Today sees the launch of the What Works Centre for Local Economic Growth’s report into estate renewal. The essential conclusion is that: Estate renewal programmes generally do what they say on the tin – they make houses warmer, shared spaces more attractive and corners less inviting to criminality. What they don’t do (yet, at least – we’ll get into that shortly) is improve wider economic and social conditions. Henry Overman and his team found virtually no evidence that estate renewal increases earnings or employment, or improves the education, health and general well-being of the community. There is very, very limited academic-standard evidence on the impact of estate renewal Let’s take these points in order before thinking about the response to them. In one sense, we shouldn’t be surprised by the first conclusion. Estate renewal, in its narrowest definition, is about bricks and mortar improvements. Historically, estate renewal interventions were focused … (To read the full article, subscribe below)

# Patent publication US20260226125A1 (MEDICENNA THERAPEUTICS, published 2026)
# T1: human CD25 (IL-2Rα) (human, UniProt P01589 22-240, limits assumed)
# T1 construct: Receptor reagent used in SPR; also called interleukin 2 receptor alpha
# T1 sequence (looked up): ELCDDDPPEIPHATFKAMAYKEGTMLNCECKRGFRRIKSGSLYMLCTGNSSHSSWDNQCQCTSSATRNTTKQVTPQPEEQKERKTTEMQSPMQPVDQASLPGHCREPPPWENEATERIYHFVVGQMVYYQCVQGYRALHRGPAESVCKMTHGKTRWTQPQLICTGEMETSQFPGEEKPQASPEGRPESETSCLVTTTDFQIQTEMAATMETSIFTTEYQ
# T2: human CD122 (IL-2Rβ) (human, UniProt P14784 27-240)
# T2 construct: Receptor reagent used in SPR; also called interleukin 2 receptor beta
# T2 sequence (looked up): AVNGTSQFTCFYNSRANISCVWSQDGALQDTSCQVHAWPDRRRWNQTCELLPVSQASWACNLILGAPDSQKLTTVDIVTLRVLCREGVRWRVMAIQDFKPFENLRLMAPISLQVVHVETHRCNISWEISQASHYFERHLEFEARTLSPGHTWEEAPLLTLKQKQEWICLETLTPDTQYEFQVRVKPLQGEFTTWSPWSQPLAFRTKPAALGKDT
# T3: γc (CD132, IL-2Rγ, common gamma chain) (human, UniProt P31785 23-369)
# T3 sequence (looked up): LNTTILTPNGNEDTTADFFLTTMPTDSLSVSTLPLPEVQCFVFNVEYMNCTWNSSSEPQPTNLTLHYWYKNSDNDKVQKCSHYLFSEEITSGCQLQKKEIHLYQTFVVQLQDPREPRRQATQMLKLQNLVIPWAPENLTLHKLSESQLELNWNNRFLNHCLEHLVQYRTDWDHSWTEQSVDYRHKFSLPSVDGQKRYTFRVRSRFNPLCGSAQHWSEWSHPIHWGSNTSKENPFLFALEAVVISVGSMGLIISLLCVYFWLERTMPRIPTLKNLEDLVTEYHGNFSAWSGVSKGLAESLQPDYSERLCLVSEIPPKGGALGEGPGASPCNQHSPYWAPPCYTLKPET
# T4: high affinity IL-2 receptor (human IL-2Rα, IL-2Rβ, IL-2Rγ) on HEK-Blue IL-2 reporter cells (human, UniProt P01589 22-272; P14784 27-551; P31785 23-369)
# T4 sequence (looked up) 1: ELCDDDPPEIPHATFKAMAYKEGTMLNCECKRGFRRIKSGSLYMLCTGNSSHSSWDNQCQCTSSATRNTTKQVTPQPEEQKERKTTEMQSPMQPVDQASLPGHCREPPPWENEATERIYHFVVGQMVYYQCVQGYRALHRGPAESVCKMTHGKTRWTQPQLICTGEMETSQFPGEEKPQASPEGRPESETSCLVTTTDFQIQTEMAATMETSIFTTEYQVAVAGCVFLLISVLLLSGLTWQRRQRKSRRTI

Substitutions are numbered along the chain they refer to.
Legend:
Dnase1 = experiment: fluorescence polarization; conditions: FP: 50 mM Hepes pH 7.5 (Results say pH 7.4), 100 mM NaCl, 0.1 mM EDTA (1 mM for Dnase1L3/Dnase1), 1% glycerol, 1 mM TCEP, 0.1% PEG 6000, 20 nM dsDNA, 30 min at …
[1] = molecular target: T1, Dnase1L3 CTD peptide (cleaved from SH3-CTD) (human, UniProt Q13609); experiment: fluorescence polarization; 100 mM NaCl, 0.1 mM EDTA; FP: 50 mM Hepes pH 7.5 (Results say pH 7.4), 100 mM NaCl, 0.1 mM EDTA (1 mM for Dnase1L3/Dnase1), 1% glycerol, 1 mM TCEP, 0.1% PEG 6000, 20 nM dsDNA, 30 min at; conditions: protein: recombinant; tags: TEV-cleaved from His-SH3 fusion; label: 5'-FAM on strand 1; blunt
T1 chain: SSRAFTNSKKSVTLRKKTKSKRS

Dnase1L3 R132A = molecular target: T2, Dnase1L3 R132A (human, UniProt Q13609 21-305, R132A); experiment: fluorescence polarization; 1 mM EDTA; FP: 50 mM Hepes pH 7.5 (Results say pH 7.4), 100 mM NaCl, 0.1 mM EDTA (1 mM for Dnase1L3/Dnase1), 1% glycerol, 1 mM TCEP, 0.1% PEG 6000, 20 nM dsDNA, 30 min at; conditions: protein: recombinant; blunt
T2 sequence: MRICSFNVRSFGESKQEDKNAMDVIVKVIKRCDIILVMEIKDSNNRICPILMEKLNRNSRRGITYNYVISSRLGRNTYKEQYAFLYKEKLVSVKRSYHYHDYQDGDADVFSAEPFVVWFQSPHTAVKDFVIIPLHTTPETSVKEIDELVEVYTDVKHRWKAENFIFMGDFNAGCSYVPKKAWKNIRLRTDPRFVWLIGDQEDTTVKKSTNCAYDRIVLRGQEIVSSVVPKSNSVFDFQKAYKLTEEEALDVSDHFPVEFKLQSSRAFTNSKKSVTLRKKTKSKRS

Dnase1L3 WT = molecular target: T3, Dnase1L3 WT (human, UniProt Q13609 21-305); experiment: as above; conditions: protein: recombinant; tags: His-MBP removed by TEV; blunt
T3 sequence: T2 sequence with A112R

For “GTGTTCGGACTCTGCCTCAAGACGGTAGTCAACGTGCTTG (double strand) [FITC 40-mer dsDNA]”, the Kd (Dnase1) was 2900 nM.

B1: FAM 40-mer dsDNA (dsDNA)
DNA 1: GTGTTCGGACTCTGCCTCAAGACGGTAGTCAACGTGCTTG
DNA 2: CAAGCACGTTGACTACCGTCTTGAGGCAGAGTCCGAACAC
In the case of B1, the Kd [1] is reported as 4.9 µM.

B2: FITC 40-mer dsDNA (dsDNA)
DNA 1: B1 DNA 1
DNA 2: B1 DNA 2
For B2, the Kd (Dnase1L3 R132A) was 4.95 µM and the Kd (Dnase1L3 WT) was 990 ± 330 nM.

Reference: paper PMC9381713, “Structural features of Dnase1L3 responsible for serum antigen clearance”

John P. Houghton is a freelance public policy consultant.
Subscribe to New Start
Full access to all New Start content is just £49 + VAT per year (25% discount for group subscriptions of 5 or more subscribers)